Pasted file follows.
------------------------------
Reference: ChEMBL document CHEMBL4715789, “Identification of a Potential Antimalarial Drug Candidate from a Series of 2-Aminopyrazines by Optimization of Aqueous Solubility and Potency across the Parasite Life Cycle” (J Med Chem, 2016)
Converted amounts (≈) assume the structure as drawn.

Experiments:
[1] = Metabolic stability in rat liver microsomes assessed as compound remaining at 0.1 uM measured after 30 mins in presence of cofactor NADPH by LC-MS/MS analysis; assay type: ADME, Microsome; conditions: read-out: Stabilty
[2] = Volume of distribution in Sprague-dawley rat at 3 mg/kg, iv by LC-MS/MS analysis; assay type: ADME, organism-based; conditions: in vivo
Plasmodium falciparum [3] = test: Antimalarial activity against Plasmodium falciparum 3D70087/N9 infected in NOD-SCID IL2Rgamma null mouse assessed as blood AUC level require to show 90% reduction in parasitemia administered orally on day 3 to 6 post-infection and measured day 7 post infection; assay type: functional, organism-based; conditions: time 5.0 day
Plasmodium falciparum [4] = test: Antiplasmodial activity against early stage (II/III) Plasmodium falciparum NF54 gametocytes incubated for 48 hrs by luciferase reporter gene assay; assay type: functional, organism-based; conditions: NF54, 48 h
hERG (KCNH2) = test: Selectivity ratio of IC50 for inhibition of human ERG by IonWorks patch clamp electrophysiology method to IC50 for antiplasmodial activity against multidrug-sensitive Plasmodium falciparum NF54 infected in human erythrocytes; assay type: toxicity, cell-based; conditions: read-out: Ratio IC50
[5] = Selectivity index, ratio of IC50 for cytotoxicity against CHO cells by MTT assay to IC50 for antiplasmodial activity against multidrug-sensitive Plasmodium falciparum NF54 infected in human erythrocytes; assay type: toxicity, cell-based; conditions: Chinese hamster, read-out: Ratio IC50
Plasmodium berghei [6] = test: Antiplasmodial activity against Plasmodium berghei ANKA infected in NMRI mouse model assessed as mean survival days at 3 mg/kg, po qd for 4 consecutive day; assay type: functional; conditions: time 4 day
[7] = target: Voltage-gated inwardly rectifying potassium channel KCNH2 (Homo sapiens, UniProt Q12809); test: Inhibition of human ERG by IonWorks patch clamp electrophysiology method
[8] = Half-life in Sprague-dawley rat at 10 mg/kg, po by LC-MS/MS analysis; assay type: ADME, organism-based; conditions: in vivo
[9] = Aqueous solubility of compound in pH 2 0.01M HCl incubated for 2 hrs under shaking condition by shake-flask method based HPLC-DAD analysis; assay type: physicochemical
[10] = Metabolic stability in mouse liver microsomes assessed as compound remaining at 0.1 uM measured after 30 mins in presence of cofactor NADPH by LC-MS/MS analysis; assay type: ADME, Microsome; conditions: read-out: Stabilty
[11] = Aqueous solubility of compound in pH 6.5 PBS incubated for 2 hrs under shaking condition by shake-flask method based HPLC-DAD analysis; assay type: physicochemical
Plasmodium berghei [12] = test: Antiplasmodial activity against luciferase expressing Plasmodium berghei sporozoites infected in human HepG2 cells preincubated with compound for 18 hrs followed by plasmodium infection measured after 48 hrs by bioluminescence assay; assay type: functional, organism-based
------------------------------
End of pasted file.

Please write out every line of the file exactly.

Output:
Reference: ChEMBL document CHEMBL4715789, “Identification of a Potential Antimalarial Drug Candidate from a Series of 2-Aminopyrazines by Optimization of Aqueous Solubility and Potency across the Parasite Life Cycle” (J Med Chem, 2016)
Converted amounts (≈) assume the structure as drawn.

Experiments:
[1] = Metabolic stability in rat liver microsomes assessed as compound remaining at 0.1 uM measured after 30 mins in presence of cofactor NADPH by LC-MS/MS analysis; assay type: ADME, Microsome; conditions: read-out: Stabilty
[2] = Volume of distribution in Sprague-dawley rat at 3 mg/kg, iv by LC-MS/MS analysis; assay type: ADME, organism-based; conditions: in vivo
Plasmodium falciparum [3] = test: Antimalarial activity against Plasmodium falciparum 3D70087/N9 infected in NOD-SCID IL2Rgamma null mouse assessed as blood AUC level require to show 90% reduction in parasitemia administered orally on day 3 to 6 post-infection and measured day 7 post infection; assay type: functional, organism-based; conditions: time 5.0 day
Plasmodium falciparum [4] = test: Antiplasmodial activity against early stage (II/III) Plasmodium falciparum NF54 gametocytes incubated for 48 hrs by luciferase reporter gene assay; assay type: functional, organism-based; conditions: NF54, 48 h
hERG (KCNH2) = test: Selectivity ratio of IC50 for inhibition of human ERG by IonWorks patch clamp electrophysiology method to IC50 for antiplasmodial activity against multidrug-sensitive Plasmodium falciparum NF54 infected in human erythrocytes; assay type: toxicity, cell-based; conditions: read-out: Ratio IC50
[5] = Selectivity index, ratio of IC50 for cytotoxicity against CHO cells by MTT assay to IC50 for antiplasmodial activity against multidrug-sensitive Plasmodium falciparum NF54 infected in human erythrocytes; assay type: toxicity, cell-based; conditions: Chinese hamster, read-out: Ratio IC50
Plasmodium berghei [6] = test: Antiplasmodial activity against Plasmodium berghei ANKA infected in NMRI mouse model assessed as mean survival days at 3 mg/kg, po qd for 4 consecutive day; assay type: functional; conditions: time 4 day
[7] = target: Voltage-gated inwardly rectifying potassium channel KCNH2 (Homo sapiens, UniProt Q12809); test: Inhibition of human ERG by IonWorks patch clamp electrophysiology method
[8] = Half-life in Sprague-dawley rat at 10 mg/kg, po by LC-MS/MS analysis; assay type: ADME, organism-based; conditions: in vivo
[9] = Aqueous solubility of compound in pH 2 0.01M HCl incubated for 2 hrs under shaking condition by shake-flask method based HPLC-DAD analysis; assay type: physicochemical
[10] = Metabolic stability in mouse liver microsomes assessed as compound remaining at 0.1 uM measured after 30 mins in presence of cofactor NADPH by LC-MS/MS analysis; assay type: ADME, Microsome; conditions: read-out: Stabilty
[11] = Aqueous solubility of compound in pH 6.5 PBS incubated for 2 hrs under shaking condition by shake-flask method based HPLC-DAD analysis; assay type: physicochemical
Plasmodium berghei [12] = test: Antiplasmodial activity against luciferase expressing Plasmodium berghei sporozoites infected in human HepG2 cells preincubated with compound for 18 hrs followed by plasmodium infection measured after 48 hrs by bioluminescence assay; assay type: functional, organism-based